The ADA is well aware of what happened in the USA medical community when medicare/medicaid funded residencies opened the flood gates to graduates of foreign medical schools. You can bet the homestead that the ADA will lobby hard to keep things as they are. Well, that is politics. However, in actuality, some of the dental service provider shortages that appear to be on the horizon will likely be alleviated by advancements in biotechnology which will increase the productivity of dentists over time.
     
  10. Leon

    Leon Member
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    Well, Grounghog ...
    I think you do have a point ...

    But still - if there's gonna be a shortage, I believe they won't have a choice but opening up the gates a little bit. I'm not saying that saying "I'm a dentist" will be enough to get a license, but they might lighten up on the demand of completing 2 additional years of dental school to get the US degree.

    Furthermore - there are residecies that accept foreign graduates. It's ain't easy to get in - but it's possible. And if there will be a shortage - many of the US graduates will give up residencies being able to make quite a living right out of school. I've seen this situation in Israel ... when the market becomes saturated with dentists, the residencies become more and more competitive, and obviously the vice versa.

    You might be right, but I wish that I am :rolleyes:

    Btw ... what's your background ? :)

    Leon
     
  11. crimson

    crimson What up Smokey!
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    groundhog,
    what happened in "the USA medical community when medicare/medicaid funded residencies opened the flood gates to graduates of foreign medical schools."?? (sounds very alarmist!!) From what I know this country was able to enjoy some of the best health care in the world facilitated by foreign doctors who were willing to serve underserved communities from Alaska to Arkansas. Not to mention fill the acute shortage in some high demand specialities. Knowledge professions by construct are going to be increasingly borderless and it is not in the best interest of any country to act protectionist. Through the last three decads this country has been fortunate to be home for most of the most intelligent, motivated and well-trained medical professionals from around the world.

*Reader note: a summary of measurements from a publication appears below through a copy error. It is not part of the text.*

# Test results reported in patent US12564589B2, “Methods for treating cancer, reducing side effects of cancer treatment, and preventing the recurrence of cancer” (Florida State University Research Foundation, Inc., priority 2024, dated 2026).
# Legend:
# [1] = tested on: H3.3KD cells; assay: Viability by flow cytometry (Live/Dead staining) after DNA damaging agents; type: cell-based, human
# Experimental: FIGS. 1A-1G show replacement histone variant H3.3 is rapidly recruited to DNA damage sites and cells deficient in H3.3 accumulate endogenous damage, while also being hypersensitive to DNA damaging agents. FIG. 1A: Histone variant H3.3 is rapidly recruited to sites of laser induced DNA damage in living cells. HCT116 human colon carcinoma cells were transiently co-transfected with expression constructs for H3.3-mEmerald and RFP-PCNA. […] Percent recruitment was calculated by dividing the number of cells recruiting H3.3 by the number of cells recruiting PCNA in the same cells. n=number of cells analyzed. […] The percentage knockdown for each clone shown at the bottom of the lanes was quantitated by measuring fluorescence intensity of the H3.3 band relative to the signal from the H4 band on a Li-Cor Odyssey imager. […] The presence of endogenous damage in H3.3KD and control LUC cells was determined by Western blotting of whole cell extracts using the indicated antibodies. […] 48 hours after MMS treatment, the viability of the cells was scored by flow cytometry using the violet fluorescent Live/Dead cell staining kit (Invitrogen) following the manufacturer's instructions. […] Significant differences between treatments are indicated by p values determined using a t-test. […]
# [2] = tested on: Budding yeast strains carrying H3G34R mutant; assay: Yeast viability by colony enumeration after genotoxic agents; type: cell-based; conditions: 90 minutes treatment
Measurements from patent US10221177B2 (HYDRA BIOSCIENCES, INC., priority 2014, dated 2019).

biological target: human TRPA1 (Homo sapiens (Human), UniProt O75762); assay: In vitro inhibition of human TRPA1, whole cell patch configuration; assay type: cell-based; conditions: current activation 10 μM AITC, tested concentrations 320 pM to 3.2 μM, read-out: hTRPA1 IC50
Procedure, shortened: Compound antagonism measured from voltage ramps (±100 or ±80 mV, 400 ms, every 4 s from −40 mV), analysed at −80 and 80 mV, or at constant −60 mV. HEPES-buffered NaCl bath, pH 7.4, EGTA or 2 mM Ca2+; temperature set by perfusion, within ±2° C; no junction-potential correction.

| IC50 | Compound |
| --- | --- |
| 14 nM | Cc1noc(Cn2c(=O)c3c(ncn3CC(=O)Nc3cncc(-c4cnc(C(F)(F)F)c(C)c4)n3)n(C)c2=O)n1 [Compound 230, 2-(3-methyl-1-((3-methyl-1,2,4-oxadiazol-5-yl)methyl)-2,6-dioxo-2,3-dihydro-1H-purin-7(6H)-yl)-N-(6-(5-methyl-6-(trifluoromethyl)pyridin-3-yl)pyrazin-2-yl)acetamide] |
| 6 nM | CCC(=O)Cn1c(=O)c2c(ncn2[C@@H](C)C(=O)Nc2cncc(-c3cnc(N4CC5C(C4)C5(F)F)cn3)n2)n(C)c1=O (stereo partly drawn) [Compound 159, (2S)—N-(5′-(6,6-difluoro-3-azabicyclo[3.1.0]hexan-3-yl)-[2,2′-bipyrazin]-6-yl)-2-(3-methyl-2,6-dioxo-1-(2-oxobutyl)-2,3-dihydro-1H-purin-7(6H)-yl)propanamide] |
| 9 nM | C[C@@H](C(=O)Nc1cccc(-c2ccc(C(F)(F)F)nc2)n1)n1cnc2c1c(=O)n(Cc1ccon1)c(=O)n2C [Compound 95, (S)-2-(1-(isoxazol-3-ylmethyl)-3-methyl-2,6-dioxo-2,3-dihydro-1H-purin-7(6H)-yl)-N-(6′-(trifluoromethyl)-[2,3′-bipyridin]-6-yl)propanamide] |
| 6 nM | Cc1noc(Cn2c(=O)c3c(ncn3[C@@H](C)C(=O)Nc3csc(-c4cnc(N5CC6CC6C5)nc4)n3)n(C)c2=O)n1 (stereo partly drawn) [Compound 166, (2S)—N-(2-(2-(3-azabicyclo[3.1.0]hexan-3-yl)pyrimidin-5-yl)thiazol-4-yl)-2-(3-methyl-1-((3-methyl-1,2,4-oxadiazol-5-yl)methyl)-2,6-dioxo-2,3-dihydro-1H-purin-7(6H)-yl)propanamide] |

12. Leon

    Leon Member
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    Right :
    1) this country was able to enjoy some of the best health care in the world facilitated by foreign doctors who were willing to serve underserved communities from Alaska to Arkansas
    2)Knowledge professions by construct are going to be increasingly borderless
    3)Through the last three decads this country has been fortunate to be home for most of the most intelligent, motivated and well-trained medical professionals from around the world.

    Wrong :
    1) it is not in the best interest of any country to act protectionist.

    It's the rules of the free market that make the decision : when you're short of specialists - you import them (e.g. by making it easier on them to enter the country). when the market is saturated - you create boundaries against new-comers. As simple as that :)

    Some say that there will be a shortage of dentists in the states. Therefore some states might lighten up the prerequisites for licensing foreign dentists in order to keep the current oral health level. :)
     
  13. groundhog

    groundhog 1K Member
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    Crimson,
    I do not disagree. As to what happened........The medicare/medicaid funded medcial residency program (which has been significantly reduced) was one factor amongst others which enabled the insurance industry to get a strangle hold on the medical professions via the much maligned HMO programs. So, my point is that the ADA will strongly resist any government driven initiatives that could be viewed as helping to funnel dentists into the same type of working environment that physicians find to be so frustrating today.